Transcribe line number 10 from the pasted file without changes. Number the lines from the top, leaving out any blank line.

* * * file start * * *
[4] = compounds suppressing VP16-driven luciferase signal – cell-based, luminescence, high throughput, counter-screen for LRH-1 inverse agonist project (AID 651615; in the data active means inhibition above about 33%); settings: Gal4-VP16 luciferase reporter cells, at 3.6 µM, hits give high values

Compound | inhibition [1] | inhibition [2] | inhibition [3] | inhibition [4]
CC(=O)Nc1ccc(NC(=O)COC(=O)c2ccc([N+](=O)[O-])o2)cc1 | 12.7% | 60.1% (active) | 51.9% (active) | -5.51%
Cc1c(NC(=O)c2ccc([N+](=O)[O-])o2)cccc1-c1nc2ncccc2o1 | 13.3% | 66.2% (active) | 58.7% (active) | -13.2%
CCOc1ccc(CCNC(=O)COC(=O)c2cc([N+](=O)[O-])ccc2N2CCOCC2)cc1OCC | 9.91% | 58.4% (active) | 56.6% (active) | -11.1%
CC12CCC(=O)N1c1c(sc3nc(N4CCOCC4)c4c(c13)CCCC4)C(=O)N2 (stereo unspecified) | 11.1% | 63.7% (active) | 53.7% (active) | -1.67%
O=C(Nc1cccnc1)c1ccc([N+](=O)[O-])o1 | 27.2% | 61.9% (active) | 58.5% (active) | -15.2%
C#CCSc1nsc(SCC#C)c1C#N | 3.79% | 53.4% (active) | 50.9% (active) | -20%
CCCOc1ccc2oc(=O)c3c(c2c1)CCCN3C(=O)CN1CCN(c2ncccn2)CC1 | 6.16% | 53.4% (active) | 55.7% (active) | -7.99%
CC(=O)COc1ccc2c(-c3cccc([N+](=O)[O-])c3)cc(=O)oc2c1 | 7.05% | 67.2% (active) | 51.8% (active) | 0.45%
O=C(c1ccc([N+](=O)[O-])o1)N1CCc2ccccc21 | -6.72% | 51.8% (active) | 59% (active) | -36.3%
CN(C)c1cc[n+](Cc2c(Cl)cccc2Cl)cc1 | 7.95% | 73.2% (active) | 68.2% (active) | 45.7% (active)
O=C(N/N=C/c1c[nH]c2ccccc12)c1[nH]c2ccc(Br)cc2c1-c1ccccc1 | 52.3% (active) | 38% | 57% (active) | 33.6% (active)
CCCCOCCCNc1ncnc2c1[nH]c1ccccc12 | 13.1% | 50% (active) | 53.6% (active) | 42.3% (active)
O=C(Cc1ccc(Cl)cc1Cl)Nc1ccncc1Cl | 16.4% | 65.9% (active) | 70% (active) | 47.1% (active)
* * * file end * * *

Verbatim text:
CC(=O)COc1ccc2c(-c3cccc([N+](=O)[O-])c3)cc(=O)oc2c1 | 7.05% | 67.2% (active) | 51.8% (active) | 0.45%